Movie Review: Mirror, Mirror

This past weekend, I watched Mirror, Mirror. I was excited to see it because I am generally interested in any fairy tale/literary adaptation out there. While I’ll admit that it wasn’t the best adaptation of Snow White, there were some interesting variations on the story that made it worth watching.

I like it when writers take a story that has been told in a particular way for generations and revise it, tweak it, or just give the audience an entirely new perspective.

Mirror, Mirror is like this. It’s an interesting take, mostly because if you know the standard Snow White story, then this one will surprise you throughout. They took what you thought you knew about Snow White and the Seven Dwarfs and rearranged it, tweaked it, and in some places, completely changed it. Writers have been doing this a lot lately, and I don’t always like it, but I did in this film. Probably because I’m not really a huge fan of Snow White and the Seven Dwarfs. It has never been my favorite fairy tale. I blame Walt Disney for that, because while I admire his courage in creating a full-lenght animated feature long before anyone had ever heard of Shrek, the woman who voiced Snow White had the most annoying voice ever.

However, in this film, the most annoying thing was Julia Roberts, and I can tolerate her much better than my husband. Nathan Lane is in the film, and he was a little disappointing. Not nearly as funny as he was in The Birdcage, but I suspect that is the writer’s fault and not Mr. Lane’s.

Overall, it was a good film, but not a great film. It certainly wasn’t epic, like I suspect a certain soon-to-be-released Peter Jackson film will be, but it was a little cute, a little funny, and interesting enough to be worth the time.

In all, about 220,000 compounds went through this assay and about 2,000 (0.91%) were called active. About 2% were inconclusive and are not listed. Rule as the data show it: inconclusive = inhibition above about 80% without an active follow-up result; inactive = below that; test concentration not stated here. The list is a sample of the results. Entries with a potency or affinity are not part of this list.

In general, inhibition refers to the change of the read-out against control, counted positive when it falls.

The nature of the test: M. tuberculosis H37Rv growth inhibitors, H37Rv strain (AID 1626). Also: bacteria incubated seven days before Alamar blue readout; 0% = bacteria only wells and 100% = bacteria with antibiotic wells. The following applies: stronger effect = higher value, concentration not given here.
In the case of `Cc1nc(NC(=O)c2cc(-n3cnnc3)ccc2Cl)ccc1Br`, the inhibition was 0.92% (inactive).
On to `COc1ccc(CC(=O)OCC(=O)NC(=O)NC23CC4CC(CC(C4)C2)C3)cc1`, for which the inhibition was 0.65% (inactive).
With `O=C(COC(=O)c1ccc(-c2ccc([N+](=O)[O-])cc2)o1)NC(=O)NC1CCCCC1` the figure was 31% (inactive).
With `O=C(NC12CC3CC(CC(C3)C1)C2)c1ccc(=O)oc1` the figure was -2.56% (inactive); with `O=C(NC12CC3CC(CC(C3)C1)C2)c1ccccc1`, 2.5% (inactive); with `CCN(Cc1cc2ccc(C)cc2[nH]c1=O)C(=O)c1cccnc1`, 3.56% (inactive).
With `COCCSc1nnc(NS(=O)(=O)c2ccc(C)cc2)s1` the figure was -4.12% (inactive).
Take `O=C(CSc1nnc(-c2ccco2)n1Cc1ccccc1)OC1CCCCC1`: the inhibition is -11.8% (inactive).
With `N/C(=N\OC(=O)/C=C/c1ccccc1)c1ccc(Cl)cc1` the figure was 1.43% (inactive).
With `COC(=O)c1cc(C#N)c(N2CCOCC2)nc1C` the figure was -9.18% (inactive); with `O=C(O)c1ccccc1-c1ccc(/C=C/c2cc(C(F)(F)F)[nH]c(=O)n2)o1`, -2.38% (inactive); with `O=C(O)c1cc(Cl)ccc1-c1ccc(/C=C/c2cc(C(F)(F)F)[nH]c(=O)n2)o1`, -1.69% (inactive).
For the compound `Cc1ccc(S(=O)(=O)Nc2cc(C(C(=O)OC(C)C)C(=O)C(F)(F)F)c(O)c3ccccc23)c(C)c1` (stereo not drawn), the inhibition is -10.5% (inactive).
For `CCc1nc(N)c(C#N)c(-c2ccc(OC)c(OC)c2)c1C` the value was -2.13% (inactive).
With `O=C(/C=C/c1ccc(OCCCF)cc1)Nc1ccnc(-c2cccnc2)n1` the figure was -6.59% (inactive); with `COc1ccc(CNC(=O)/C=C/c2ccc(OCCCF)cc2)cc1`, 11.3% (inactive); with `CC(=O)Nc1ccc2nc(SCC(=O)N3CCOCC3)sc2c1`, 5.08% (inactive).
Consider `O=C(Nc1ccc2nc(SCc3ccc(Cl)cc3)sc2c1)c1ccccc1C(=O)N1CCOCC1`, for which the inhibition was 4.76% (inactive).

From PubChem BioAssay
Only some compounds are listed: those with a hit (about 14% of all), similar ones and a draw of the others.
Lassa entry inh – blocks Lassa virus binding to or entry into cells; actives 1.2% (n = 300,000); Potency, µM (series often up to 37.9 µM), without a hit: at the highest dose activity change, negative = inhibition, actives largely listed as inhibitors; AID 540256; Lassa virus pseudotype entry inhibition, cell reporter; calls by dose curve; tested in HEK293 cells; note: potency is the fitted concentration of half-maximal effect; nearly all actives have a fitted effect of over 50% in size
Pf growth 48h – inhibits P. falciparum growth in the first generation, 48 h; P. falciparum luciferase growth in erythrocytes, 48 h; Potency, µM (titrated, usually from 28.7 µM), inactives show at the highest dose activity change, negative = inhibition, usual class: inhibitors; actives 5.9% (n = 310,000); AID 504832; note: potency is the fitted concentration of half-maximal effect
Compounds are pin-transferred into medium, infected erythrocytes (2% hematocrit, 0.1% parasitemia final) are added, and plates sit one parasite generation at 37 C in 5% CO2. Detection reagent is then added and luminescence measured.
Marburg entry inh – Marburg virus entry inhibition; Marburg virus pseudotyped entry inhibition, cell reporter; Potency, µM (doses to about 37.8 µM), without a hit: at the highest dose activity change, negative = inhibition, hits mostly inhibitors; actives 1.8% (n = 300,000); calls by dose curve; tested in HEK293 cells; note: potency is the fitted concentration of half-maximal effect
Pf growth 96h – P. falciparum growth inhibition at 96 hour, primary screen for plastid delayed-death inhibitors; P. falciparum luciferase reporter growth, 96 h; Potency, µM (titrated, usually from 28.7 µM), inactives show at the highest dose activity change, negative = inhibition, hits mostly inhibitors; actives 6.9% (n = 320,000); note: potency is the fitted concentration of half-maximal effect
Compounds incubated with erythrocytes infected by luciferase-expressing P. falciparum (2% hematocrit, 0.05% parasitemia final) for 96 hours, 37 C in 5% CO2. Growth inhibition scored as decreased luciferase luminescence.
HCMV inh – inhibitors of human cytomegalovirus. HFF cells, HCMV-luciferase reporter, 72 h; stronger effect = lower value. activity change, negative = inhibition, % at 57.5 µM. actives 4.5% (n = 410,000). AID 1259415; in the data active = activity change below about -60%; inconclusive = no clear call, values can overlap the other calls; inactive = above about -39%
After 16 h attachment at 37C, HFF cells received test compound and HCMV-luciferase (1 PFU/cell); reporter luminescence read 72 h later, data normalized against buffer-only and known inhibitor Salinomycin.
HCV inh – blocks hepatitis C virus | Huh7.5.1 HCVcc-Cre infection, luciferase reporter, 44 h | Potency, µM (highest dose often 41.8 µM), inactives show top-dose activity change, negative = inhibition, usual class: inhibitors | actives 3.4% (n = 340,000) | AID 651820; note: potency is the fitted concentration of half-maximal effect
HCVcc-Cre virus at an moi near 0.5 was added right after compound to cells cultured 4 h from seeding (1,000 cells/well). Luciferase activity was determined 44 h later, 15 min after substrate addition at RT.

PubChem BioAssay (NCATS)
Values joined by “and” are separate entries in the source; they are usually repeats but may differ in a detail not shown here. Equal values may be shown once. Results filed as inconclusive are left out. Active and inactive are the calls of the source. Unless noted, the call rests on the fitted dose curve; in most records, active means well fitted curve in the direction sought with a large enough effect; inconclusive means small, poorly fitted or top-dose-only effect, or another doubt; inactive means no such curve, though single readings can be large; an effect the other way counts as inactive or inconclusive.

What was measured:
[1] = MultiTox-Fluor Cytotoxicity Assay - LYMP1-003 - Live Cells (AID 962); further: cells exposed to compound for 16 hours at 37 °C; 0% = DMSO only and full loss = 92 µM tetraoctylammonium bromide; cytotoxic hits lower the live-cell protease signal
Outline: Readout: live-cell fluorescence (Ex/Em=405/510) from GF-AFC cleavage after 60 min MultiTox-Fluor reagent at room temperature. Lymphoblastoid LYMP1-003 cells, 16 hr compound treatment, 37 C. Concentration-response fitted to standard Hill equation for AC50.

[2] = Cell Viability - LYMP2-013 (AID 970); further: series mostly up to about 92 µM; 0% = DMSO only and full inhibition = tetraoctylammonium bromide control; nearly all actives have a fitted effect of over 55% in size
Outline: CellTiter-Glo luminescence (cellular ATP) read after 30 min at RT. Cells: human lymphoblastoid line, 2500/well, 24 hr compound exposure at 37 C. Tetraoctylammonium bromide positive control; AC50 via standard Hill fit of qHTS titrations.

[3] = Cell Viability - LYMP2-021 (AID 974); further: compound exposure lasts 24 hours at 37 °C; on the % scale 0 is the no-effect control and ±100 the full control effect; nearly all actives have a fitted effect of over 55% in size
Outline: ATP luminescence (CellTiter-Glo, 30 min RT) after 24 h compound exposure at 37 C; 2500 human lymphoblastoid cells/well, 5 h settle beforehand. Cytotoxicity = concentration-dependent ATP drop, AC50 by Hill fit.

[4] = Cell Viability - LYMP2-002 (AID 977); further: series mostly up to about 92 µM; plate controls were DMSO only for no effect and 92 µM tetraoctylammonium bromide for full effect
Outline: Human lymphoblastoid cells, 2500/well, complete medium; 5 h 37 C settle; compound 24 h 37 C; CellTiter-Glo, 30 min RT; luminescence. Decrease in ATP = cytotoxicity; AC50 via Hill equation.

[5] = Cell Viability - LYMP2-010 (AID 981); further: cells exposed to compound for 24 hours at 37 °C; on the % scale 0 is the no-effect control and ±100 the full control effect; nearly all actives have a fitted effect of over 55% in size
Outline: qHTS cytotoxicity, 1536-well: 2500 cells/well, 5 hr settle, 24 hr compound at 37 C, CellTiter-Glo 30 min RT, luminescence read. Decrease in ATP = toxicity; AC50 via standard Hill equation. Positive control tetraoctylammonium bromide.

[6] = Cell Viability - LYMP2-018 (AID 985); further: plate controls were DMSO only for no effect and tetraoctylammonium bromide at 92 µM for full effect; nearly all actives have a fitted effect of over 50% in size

I give it four out of five stars.

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London 2012

Tonight I scheduled my evening around watching the Olympics Opening Ceremony. It is one of those things that causes some people to make fun of me. Truth be told, I don’t really care if they do. I love the Olympics, and the fact that they are in London this year makes me happier than any other Olympics I’ve seen in my lifetime. (Sorry, Atlanta and Salt Lake.) I love England. Of all of the non-American countries in the world, England is the one I most want to visit. My love for literature and Colin Firth only enhances my enjoyment of all things British.

The thing about England is that despite its imperfections, it is rich with great history. Almost every country that passed through that stadium tonight has a connection with the United Kingdom, whether large or small.

The inclusion of the acknowledgement of the UK’s great literature was a given to my mind, but I admit that I was worried they wouldn’t include much. I was pleased with the Shakespeare reading, and J.M. Barrie. I adored that they had Rowling read to us, and that Mary Poppins showed up to save the day. I thought there were some things missing (Jane Austen, Charlotte Bronte, The Doctor), but overall I thought it was a good ceremony.